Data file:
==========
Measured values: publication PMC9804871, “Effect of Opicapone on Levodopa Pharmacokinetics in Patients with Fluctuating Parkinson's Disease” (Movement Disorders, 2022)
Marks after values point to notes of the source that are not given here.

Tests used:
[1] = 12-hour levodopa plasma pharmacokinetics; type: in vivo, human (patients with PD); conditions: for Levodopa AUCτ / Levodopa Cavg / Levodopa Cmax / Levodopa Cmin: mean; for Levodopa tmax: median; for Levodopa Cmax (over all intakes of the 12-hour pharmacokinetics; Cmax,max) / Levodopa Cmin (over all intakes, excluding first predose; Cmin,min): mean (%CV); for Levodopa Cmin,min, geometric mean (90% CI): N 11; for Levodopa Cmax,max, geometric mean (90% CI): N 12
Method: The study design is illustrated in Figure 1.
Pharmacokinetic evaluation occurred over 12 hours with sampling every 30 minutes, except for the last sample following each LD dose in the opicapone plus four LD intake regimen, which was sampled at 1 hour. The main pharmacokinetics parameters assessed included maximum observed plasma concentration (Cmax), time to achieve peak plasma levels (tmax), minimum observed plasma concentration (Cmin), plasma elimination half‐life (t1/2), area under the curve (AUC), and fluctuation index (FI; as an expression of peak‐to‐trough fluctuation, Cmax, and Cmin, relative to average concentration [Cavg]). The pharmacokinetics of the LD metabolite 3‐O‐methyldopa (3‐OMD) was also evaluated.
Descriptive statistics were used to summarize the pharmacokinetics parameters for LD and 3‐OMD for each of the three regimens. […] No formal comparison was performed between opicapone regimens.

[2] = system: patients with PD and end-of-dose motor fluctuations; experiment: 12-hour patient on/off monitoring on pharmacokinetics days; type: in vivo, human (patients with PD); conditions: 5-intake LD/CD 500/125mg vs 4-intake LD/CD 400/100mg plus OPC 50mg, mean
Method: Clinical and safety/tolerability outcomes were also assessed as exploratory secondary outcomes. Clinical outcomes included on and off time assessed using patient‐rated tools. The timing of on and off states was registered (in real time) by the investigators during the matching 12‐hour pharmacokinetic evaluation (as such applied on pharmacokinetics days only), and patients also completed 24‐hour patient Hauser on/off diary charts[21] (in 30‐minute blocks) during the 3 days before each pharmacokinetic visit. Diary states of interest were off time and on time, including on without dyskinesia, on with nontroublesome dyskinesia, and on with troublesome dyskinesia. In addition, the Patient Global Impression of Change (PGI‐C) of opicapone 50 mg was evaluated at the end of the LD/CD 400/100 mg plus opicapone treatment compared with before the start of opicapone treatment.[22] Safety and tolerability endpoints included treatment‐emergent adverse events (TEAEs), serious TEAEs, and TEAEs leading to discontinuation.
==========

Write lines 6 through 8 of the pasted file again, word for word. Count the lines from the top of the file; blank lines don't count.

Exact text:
Pharmacokinetic evaluation occurred over 12 hours with sampling every 30 minutes, except for the last sample following each LD dose in the opicapone plus four LD intake regimen, which was sampled at 1 hour. The main pharmacokinetics parameters assessed included maximum observed plasma concentration (Cmax), time to achieve peak plasma levels (tmax), minimum observed plasma concentration (Cmin), plasma elimination half‐life (t1/2), area under the curve (AUC), and fluctuation index (FI; as an expression of peak‐to‐trough fluctuation, Cmax, and Cmin, relative to average concentration [Cavg]). The pharmacokinetics of the LD metabolite 3‐O‐methyldopa (3‐OMD) was also evaluated.
Descriptive statistics were used to summarize the pharmacokinetics parameters for LD and 3‐OMD for each of the three regimens. […] No formal comparison was performed between opicapone regimens.

[2] = system: patients with PD and end-of-dose motor fluctuations; experiment: 12-hour patient on/off monitoring on pharmacokinetics days; type: in vivo, human (patients with PD); conditions: 5-intake LD/CD 500/125mg vs 4-intake LD/CD 400/100mg plus OPC 50mg, mean